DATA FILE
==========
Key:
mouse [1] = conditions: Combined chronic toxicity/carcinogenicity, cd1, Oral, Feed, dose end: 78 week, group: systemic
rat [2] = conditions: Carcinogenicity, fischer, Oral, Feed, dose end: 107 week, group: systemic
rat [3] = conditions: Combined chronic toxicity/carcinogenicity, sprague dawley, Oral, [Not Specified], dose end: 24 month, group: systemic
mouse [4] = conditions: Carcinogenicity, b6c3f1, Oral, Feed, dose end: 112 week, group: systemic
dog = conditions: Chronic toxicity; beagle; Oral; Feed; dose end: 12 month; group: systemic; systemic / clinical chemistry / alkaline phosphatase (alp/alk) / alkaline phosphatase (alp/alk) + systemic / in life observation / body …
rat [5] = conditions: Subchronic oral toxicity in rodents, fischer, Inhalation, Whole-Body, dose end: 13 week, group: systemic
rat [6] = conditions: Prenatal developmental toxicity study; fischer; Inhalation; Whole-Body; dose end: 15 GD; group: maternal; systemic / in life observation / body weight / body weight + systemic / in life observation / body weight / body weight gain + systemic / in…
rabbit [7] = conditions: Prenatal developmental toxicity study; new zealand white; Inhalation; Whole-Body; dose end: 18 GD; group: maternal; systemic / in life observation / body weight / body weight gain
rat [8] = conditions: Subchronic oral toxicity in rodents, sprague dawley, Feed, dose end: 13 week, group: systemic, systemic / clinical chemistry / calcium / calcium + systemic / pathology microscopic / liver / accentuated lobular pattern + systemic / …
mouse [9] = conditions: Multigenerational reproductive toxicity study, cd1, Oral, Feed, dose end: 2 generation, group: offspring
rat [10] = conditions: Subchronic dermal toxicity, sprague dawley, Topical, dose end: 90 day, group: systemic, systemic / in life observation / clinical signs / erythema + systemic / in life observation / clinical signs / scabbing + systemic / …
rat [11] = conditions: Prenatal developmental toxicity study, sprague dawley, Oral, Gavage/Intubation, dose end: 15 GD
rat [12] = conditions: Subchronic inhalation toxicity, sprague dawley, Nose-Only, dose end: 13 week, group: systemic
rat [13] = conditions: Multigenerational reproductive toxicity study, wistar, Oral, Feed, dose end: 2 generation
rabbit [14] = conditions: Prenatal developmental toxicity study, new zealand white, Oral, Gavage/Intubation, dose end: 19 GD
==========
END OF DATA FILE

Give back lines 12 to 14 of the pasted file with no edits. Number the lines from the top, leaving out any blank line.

rat [10] = conditions: Subchronic dermal toxicity, sprague dawley, Topical, dose end: 90 day, group: systemic, systemic / in life observation / clinical signs / erythema + systemic / in life observation / clinical signs / scabbing + systemic / …
rat [11] = conditions: Prenatal developmental toxicity study, sprague dawley, Oral, Gavage/Intubation, dose end: 15 GD
rat [12] = conditions: Subchronic inhalation toxicity, sprague dawley, Nose-Only, dose end: 13 week, group: systemic